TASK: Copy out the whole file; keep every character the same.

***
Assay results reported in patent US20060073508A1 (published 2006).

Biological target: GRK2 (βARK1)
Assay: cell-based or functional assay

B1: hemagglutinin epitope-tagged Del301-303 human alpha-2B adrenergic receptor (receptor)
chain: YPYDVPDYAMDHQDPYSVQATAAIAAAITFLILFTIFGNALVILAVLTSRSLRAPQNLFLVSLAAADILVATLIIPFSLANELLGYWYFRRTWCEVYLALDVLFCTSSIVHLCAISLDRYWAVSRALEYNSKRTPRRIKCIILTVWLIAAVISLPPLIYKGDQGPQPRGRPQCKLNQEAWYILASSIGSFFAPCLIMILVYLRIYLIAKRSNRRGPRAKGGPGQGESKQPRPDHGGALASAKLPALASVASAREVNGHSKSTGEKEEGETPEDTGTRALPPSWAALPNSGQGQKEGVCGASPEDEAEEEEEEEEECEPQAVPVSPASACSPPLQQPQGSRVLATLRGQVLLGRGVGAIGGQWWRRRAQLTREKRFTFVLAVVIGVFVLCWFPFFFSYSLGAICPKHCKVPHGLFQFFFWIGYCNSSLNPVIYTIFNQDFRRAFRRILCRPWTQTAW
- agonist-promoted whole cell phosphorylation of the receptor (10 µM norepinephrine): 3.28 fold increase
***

Assay results reported in patent US20060073508A1 (published 2006).

Biological target: GRK2 (βARK1)
Assay: cell-based or functional assay

B1: hemagglutinin epitope-tagged Del301-303 human alpha-2B adrenergic receptor (receptor)
chain: YPYDVPDYAMDHQDPYSVQATAAIAAAITFLILFTIFGNALVILAVLTSRSLRAPQNLFLVSLAAADILVATLIIPFSLANELLGYWYFRRTWCEVYLALDVLFCTSSIVHLCAISLDRYWAVSRALEYNSKRTPRRIKCIILTVWLIAAVISLPPLIYKGDQGPQPRGRPQCKLNQEAWYILASSIGSFFAPCLIMILVYLRIYLIAKRSNRRGPRAKGGPGQGESKQPRPDHGGALASAKLPALASVASAREVNGHSKSTGEKEEGETPEDTGTRALPPSWAALPNSGQGQKEGVCGASPEDEAEEEEEEEEECEPQAVPVSPASACSPPLQQPQGSRVLATLRGQVLLGRGVGAIGGQWWRRRAQLTREKRFTFVLAVVIGVFVLCWFPFFFSYSLGAICPKHCKVPHGLFQFFFWIGYCNSSLNPVIYTIFNQDFRRAFRRILCRPWTQTAW
- agonist-promoted whole cell phosphorylation of the receptor (10 µM norepinephrine): 3.28 fold increase